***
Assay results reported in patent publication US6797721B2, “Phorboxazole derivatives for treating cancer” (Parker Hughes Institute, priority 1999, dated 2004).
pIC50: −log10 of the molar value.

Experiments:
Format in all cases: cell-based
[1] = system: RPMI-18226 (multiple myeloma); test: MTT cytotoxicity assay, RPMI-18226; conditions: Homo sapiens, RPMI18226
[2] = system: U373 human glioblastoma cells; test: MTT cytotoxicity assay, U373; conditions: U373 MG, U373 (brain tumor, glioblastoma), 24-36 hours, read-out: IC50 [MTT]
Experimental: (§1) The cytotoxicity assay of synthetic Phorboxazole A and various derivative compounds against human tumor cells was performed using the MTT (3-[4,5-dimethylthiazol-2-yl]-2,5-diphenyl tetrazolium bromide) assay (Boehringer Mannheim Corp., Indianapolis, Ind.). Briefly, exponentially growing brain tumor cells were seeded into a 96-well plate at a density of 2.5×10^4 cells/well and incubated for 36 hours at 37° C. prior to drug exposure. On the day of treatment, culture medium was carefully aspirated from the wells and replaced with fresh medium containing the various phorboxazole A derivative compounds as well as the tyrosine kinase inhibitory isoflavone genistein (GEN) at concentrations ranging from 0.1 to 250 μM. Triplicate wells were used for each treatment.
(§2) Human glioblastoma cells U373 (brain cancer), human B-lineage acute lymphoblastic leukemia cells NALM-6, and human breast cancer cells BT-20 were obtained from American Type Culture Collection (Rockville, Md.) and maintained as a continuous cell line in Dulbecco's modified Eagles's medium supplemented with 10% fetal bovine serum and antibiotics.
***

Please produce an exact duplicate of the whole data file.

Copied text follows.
Assay results reported in patent publication US6797721B2, “Phorboxazole derivatives for treating cancer” (Parker Hughes Institute, priority 1999, dated 2004).
pIC50: −log10 of the molar value.

Experiments:
Format in all cases: cell-based
[1] = system: RPMI-18226 (multiple myeloma); test: MTT cytotoxicity assay, RPMI-18226; conditions: Homo sapiens, RPMI18226
[2] = system: U373 human glioblastoma cells; test: MTT cytotoxicity assay, U373; conditions: U373 MG, U373 (brain tumor, glioblastoma), 24-36 hours, read-out: IC50 [MTT]
Experimental: (§1) The cytotoxicity assay of synthetic Phorboxazole A and various derivative compounds against human tumor cells was performed using the MTT (3-[4,5-dimethylthiazol-2-yl]-2,5-diphenyl tetrazolium bromide) assay (Boehringer Mannheim Corp., Indianapolis, Ind.). Briefly, exponentially growing brain tumor cells were seeded into a 96-well plate at a density of 2.5×10^4 cells/well and incubated for 36 hours at 37° C. prior to drug exposure. On the day of treatment, culture medium was carefully aspirated from the wells and replaced with fresh medium containing the various phorboxazole A derivative compounds as well as the tyrosine kinase inhibitory isoflavone genistein (GEN) at concentrations ranging from 0.1 to 250 μM. Triplicate wells were used for each treatment.
(§2) Human glioblastoma cells U373 (brain cancer), human B-lineage acute lymphoblastic leukemia cells NALM-6, and human breast cancer cells BT-20 were obtained from American Type Culture Collection (Rockville, Md.) and maintained as a continuous cell line in Dulbecco's modified Eagles's medium supplemented with 10% fetal bovine serum and antibiotics.